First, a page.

History Comparison Paper

Writing

Abraham Lincoln University

Question Description

you have to compare between the ROYAL OMAN OPERA HOUSE VS INTERIOR EXETER CATHEDRAL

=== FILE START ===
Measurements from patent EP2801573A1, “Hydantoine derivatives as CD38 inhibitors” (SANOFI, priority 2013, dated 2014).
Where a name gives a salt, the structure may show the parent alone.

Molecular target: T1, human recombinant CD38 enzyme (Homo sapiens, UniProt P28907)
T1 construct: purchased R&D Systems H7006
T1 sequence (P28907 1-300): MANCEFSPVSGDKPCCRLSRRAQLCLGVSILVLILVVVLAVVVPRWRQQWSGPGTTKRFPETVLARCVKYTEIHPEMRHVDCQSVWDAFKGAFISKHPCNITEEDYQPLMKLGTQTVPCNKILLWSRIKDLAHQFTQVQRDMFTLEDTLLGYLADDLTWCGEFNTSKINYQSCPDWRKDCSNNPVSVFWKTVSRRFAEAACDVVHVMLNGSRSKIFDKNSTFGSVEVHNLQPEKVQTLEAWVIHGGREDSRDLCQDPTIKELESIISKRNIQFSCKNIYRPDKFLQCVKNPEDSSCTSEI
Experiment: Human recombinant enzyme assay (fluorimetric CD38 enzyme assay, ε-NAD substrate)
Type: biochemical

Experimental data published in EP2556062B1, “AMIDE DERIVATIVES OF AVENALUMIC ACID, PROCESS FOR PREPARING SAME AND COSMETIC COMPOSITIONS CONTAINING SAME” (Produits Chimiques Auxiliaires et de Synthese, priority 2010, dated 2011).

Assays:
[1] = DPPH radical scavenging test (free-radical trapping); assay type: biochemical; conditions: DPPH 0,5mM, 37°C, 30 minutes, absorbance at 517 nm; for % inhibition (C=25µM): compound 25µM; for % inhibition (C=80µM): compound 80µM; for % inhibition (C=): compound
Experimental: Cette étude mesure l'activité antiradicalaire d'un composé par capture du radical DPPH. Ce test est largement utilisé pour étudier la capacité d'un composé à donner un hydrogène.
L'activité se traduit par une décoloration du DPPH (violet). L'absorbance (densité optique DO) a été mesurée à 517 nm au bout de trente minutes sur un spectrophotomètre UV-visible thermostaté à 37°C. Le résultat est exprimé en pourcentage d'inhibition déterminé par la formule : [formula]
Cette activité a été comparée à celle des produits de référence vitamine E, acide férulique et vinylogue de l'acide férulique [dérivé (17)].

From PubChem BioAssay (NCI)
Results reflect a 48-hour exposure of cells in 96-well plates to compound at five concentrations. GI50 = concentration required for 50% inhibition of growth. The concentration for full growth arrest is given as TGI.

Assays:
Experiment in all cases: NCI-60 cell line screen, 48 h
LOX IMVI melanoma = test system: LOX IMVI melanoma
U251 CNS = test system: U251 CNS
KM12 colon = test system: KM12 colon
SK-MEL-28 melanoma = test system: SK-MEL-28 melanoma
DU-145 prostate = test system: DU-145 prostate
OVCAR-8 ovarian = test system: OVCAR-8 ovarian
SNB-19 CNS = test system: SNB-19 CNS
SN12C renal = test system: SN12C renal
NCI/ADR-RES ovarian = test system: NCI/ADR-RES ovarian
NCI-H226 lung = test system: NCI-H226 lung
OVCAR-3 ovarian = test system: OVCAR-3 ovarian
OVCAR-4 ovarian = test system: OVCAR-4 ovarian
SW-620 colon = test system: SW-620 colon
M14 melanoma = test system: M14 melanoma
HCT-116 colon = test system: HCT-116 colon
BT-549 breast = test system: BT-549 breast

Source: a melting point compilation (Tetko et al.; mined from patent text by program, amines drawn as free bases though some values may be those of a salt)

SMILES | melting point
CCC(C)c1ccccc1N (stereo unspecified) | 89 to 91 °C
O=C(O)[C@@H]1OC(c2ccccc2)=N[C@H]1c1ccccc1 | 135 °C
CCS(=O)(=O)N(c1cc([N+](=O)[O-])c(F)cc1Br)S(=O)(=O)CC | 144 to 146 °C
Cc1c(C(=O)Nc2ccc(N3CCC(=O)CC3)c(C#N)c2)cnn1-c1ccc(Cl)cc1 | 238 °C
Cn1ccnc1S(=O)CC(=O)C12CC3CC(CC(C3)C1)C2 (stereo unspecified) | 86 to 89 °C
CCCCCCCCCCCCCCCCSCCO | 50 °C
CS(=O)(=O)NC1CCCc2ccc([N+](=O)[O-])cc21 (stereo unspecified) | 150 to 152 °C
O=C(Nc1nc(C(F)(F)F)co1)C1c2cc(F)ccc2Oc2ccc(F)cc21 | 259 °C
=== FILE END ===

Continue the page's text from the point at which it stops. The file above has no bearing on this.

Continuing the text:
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OBJECTIVE: This paper is designed to engage students in studying and writing about works of art. The paper comprises 20% of the final grade and is due onThursday, April16, 2020. No late work will be accepted. Each student must write a 4 (complete) page paper comparing the visual properties (both formal elements and subject matter) of two works of art/architecture. The ROYAL OMAN OPERA HOUSE VS INTERIOR EXETER CATHEDRAL You must staple a scanned image or photograph of the local work of art or architecture to your paper (ROYAL OMAN OPERA). Pages should be numbered. You will lose one letter grade from your final score if your paper is not spell-checked. Your paper must be submitted to turnitin.com prior to class on the day that it is due. Your paper will be considered late and won’t be graded until these submissions are complete. You may select a work (painting, sculpture, architecture, installation) from any location, as long as you can see this work in person with this assignment sheet in your hand (seeing it on the Internet DOES NOT COUNT). Feel free to choose a non-Western work. In your introduction to your paper, describe the details about your work (location, artist/architect, date of work, medium, dimensions). In the body of your paper, make sure that you compare the most relevant parts of both your work and the work from Stokstad (specify the figure number when you first introduce the work)it is Interior, Exeter cathedral . You must have a thesis statement at the end of your introduction. Underline or bold thesis statement in your final paper. Your thesis statement should be precise, including both the formal elements that you are going to discuss and their effect on the viewer. Average thesis statements: 1) Despite being separated by over 150 years, Monticello and the Old Vanderburgh County Courthouse convey similar messages through their art and architecture while retaining their distinct characteristics. 2) While Donatello’s statue David and the Desert Storm Memorial by Steve Shields differ in significant ways, such as texture and composition, they are similar in subject matter and medium. Good thesis statements: 1 1) Despite being separated by over 150 years, Monticello and the Old Vanderburgh County Courthouse convey similar messages through their use of the Neoclassical style.The common overall messages of Monticello and the Courthouse are simple and politically driven, presenting statements of democracy, strength, and pride. 2) While Donatello’s statue David and the Desert Storm Memorial by Steve Shields differ in significant ways, such as texture and composition, they both utilize a heroic and realistic style to celebrate ancient and modern warriors. Good introductory paragraph: Liz Vidal, University of Evansville alumnae, painted “Untitled” in 2004, in honor of the annual Vagina Monologues, presented by the Women’s Awareness group. It is located in a local Evansville home and was handed down to the current owner. The painting’s height and width are approximately 66 by 90 inches, which is about the size of a twin size bedspread. The artist used unconventional medium, strong brushstrokes, deep colors on a lightweight and light-colored canvas. “Untitled” can be related, in a sense, to the sculpture, “Yakshi from Dadargani,” which was created during the late Muryan period. The sculpture, made of polished sandstone, stretches 64 inches tall, and is located in the Patna Museum, in Buddha Marg, Patna, Bihar. Of the formal elements, both works emphasize form and line, while “Untitled” emphasizes color and light, and the Yakshi sculpture emphasizes shape and decoration. With respect to form, each piece serves to recognize the curviness and softness or the female figure; it is neither hidden, nor exploited but celebrated in its entirety. Both pieces choose to emphasize the importance of women in society and the voluptuous health and vitality women offer in order to sustain humanity. Remember, if you take information from your textbook or a museum placard, it must be acknowledged by the use of citation (parenthetical, endnotes, or footnotes) in your paper. You must then add a bibliography to your paper, which will not count as part of the four pages. I have placed Sylvan Barnet’s Short Guide to Writing About Art on reserve at the library. It includes a sample formal analysis paper. For more information about formal elements, see the questions below and the “Starter Kit” at the beginning of Stokstad. Visual properties of an artwork include both subject matter and formal elements. Formal elements that you may want to consider in your paper include: MEDIA: What type of art have you chosen? Oil, acrylic, watercolor painting? Chalk or pencil drawing? Sculpture—if so, what is the material? Video or Performance piece—what was the length of the piece? Where was it located? COMPOSITION: How are your works organized? In a simple or complex manner? Symmetrical? Is there a variety or repetition of forms? How do the forms relate to each 2 other in size and placement? Are forms placed close to one another (ie..is it a crowded composition) or are there a lot of empty spaces? COLOR: Wide or narrow range of palette? Warm or cool hues? Primarily light or dark? Are the contrasts of colors moderate or extreme? Is there an emphasis on any particular color or group of colors? LINE: Real or imagined? Mostly horizontals or verticals? Strong diagonals? Essentially curvilinear? Are forms defined by line? Does drawing seem to be emphasized more than color? Is line used to convey the idea of movement? TREATMENT OF LIGHT AND DARK: Can you tell the source of light? From where is it coming? Is it meant to be natural or unnatural light? Is the source consistent throughout the painting? Does the light create strong contrasts of highlights and shadows (chiaroscuro)? Are shadows important? SPACE/PERSPECTIVE: Deep space? Shallow space? Is there a logical progression from foreground, to middle ground, to the distance? With what techniques is the illusion of space created (examples: overlapping of forms, foreshortening, linear perspective—we will talk about these techniques more in class) TEXTURE: If you have chosen several paintings, is the texture of the paint smooth or rough? If you have chosen sculpture, what is the texture of the sculpted material? SCALE AND SHAPE OF WORKS: Are they large or small? Horizontally or vertically oriented? What bearing does its size have on its impact? What is the relation of forms or shapes in the work to the frame? HANDLING OF PAINT (IF APPLICABLE):Would you describe your works as linear or painterly and why? Do you see individual brushstrokes? What is the application of paint like? Is it the same all over the canvases? What is the medium used (oil, tempera, combination)? ADDITIONAL INFORMATION: -When you use information from a museum label/placard, you must acknowledge the source of this information by using a footnote or an endnote. -Artworks should be underlined or italicized. -When you first mention an artist, use his/her complete name and birth and death dates. After that, refer to the artist by his/her last name. -You will be penalized if your paper reads like a checklist to the aforementioned formal analysis questions. Think about focusing on the most important formal elements and using transitions both between and within your paragraphs. -Do not use first or second person in your paper. -I will deduct a complete letter grade for each day that a paper is late. -I will post some sample good papers written by former students. Art History 209 Writing Rubric for Formal Analysis Papers Introduction 3 The introduction attracts the reader's attention and establishes the importance of the issue. The introduction is clear and somewhat captivating, but some detail or clarification regarding the importance of the issue may be lacking. Very little indication is present of why the issue is important or relevant, and the introduction is largely not compelling. The author has not targeted the paper to the appropriate audience. Thesis The thesis statement is clear, complete and is either bolded or underlined. The thesis statement is complete but lacks stylistic sophistication. The thesis statement is incomplete or unclear. Language Usage, Grammar, and Mechanics The paper uses correct spelling and punctuation. Sentences are clear and easy to understand. The paper exhibits effective word choice and syntax. The paper contains occasional but limited errors in syntax, grammar, and punctuation. The paper contains frequent errors in syntax, grammar, and punctuation. The meaning of some sentences is hard to discern. The paper has not been spellchecked. Formal Analysis Comprehension By actively engaging with two works of art, the author has comprehensively identified the key formal artistic elements in his/her artworks and analyzed how previous artistic styles and cultural contexts have influenced these works. The essay demonstrates a thorough understanding of artistic intent and a mastery of factual knowledge about the chronological periods under discussion in this essay. The essay displays a limited comprehension of formal analysis and has an incomplete discussion of previous artistic styles and cultural contexts. The essay demonstrates a restricted understanding of artistic intent and a limited amount of factual knowledge about the chronological periods under discussion in this essay. The essay reflects a very limited engagement with these works of art. The essay displays no understanding of formal analysis and does not discuss previous artistic styles and cultural contexts. The essay does not demonstrate an understanding of artistic intent nor factual knowledge about the chronological periods under discussion in this essay. The essay reflects no engagement with these works of art. Support for position (thesis) / Use of evidence Reasons, concrete examples, or evidence are used sufficiently and effectively to 4 support the main points of the paper. The paper provides the source and significance of each piece of evidence. The ideas are non-trivial and show evidence of author's own thinking. The author has identified key factors in his/her personal appreciation of these two works of art. Reasons, concrete examples, or evidence are used to support the main points of the paper, but the quality of some of the support is questionable. There is little evidence of creative or original thinking. The author has little to no understanding of the key factors in his/her personal appreciation of these two works of art. Insufficient reasons, evidence, or examples are present to support the main points of the paper, or the evidence and examples are not applicable to the points being made. The author has no understanding of the key factors in his/her personal appreciation of these two works of art. Organization and Coherence The essay as a whole has a logical and compelling order that moves the reader through the text. Paragraphs are well developed and relate to the thesisin a coherent way. Sentences are clear and complete. Transitions between paragraphs are present and effective. The paper does not sound like a list of answers to the questions on the handout for this paper. The overall organization of the essay is lacking in coherence at times. There is acceptable paragraph construction, but some paragraphs may be lacking in development or unity. Some unnecessary sentences or ideas may be present which detractfrom the thesis. Transitions between and within paragraphs are not consistently used. The flow of the text is difficult to follow or significantly deviates from the thesis. There is a lack of acceptable paragraph construction. Many of the sentences are overly simplistic, repetitive, or stray from the main idea of the paragraph. There are few transitions between paragraphs. **The professor will not mark everything on your paper but will point out patterns that need attention. As a critical thinker, you are responsible for recognizing these patterns in their entirety in your own work.** Total Score Comments: 5 6 Doe 1 Wadlow and Washington: Americans with Pride The culture of the United States of America runs deep with the revered notions of pride and strength in a nation built upon revolution and war. These philosophies, however, are in no way limited to the battlefield. Through various forms of media—art, music, television, and literature—pride transforms from an intangible idea to a solid creation. Sculpture, for example, takes a person or an object and freezes them in time, highlighting characteristics most pertinent to the subject. Standing nearly 9 feet (8 feet 11.09 inches) tall and right across the street from the Alton Museum of History and Art, the bronze sculpture of Robert Pershing Wadlow of Alton, Illinois is an absolute marvel, depicting a man of great pride and inner strength. Sculpted by Edward Engelhardt Giberson in 1985, the statue is a life-size depiction of Wadlow, the tallest man in the world (Brannan 125). In the same way, Jean-Antoine Houdon's Neoclassical George Washington (marble; fig. 29-40), made between 1788 and 1792, presents a proud man who looks very dignified and regal in the way America's first president should, housed in the State Capitol building in Richmond, Virginia (Stokstad 938). While both Wadlow and Washington lived vastly different lives, it is through their respective sculpture that many similarities between the two develop—most notably, through the use of clothing, facial expression, pose, accessories, and the backstory surrounding these two pieces that all emphasize the value of pride and the willingness to sacrifice their comfort for the sake of home and country. Each of these brave men deserves recognition, if not for the same reasons. More than anything, Giberson's statue of Robert Wadlow is a memorial—an ode to a man who lived such an eventful life in so little time. Wadlow died when he was only twenty-two years old, though he left behind a legacy that lasts to this day. While it is true that Wadlow is Doe 2 known around the world as the tallest man to inhabit the planet, this is not necessarily the reason why he is so revered now, seventy-two years after his death. In fact, the Rotary and Optimist clubs around the Alton area—the clubs who had commissioned the statue—explained that, "it was not his great size, but his undaunted spirit, humor and gentle demeanor in the face of his handicap that made him worthy of remembrance" (Brannan 124). Wadlow held himself proudly, never allowing trivial taunts or insults to irk him. Though he probably never imagined that he would have to deal with something like this, he handled the effects of his disease remarkably well. His diagnosis of gigantism was an extreme case and was, in many respects, celebrated (Brannan 127). For Wadlow, however, this was merely his life; he would not sell himself to the media. He wanted nothing more than to be normal, not some freak with long arms and even longer legs. It was only later in his life that he agreed to tour the country and showcase his height—this, he felt, was an obligation to his family and his career, as he could not become a lawyer and make money like he wanted (Dunphy 143). Similarly, George Washington wished for nothing more than a simple life on his farm in Mount Vernon. After the American Revolutionary War, this is exactly what he attempted to do— to retire to a familiar place he called home. As the commander of the Continental Army, Washington could have easily used his position to gain significant political power, but he chose not to (Stokstad 938). In the end, of course, he was named the first president of the United States, though with all of this power probably came great reluctance. Like Wadlow, who felt obligated to use his gigantism to provide money for himself and his family, Washington felt obligated to run a country who loved him and whom he loved and fought for in return. Being able to retire once again in Mount Vernon was probably a very happy moment for Washington, for he left the presidency in capable hands and returned to the home and the life he loved. He is a true Doe 3 American hero, and it is no wonder that Houdon, who sculpted many statues of important persons such as Thomas Jefferson and Benjamin Franklin, was commissioned to create a sculpture in honor of this brave Founder of the United States (Stokstad 937). Though the story behind each of these prominent figures contributes to the overall effect of each piece, the greatest physical similarity between the Wadlow and Washington statues is in the way in which they hold themselves. Giberson and Houdon both depict strong, upright men who tower above the viewer. They are both set on a pedestal with their name engraved into the stone, further adding to their immense height. It is impossible to see the entirety of these sculptures while staring straight ahead (with Washington, it is only possible if one were around 6 feet tall). The viewer must tilt their head upward, and in doing so, immediately sense that who they are looking at is a very important person. Washington especially exudes this trait. True to Neoclassical sculpture, he looks very much like a strong Roman figure, his pose and his body language demanding the room's presence. Though portrayed much more genially, Wadlow holds his own as the main attraction of the small enclosure where he is situated. The statue sits right next to a street, and it is very difficult for one to train their eyes away from the statue as they drive by. He takes up a great deal of space, his body language very welcoming and warm. As one looks up at Wadlow's face, it is no wonder how the term "gentle giant" came to be when describing the kind man (Brannan 142). Giberson accurately gives Wadlow a gentle face and a contented smile, much like the one Wadlow would be seen with in town. This is the face of a man who is not bothered by the fact that he is unlike the others around him. Wadlow holds his head high, staring straight ahead into space, showing that he is proud of who he is, proud that he will not allow his body to hinder him in any way. Likewise, Washington's eyes stare straight ahead, and, below, a strong chin juts out proudly. His smooth, stoic face is devoid of any intense Doe 4 expression that emphasizes yet another trait of Neoclassicism. There could be some significance in this particular arrangement of his face; perhaps Washington is looking ahead, watching calmly as his responsibility to lead his country looms ever nearer. This statue does not depict a man who would shrink away from this duty. Even though he may not fully want it, he embraces the responsibility, conveying a solid hope with which the loyal masses of America cling to for security. To further highlight Washington's pride in his country and the strength in which he defends it, Houdon cleverly gives his sculpture contemporary dress as opposed to a more Romanesque wardrobe—the clothing he wears suggests the outfit of a military general, not unlike something Washington would wear during the American Revolutionary War (Stokstad 938). The long coat flares out around his hips, the line of buttons drawing the viewer's eye from the bottom of the coat toward Washington's face. The trousers and boots are form fitting to accentuate the power behind legs trained for war. The wrinkles in the garments provide a realistic element to the otherwise apathetic, smooth, unblemished Washington. They make him human. They paint an image to convey the notion that even though Washington has the responsibly of the country on his shoulders, that he is possibly one of the most important people in American history, he can still relate to every American, from those under the poverty line to the abundantly wealthy. He is the voice of the people, and he intends to make sure eve ...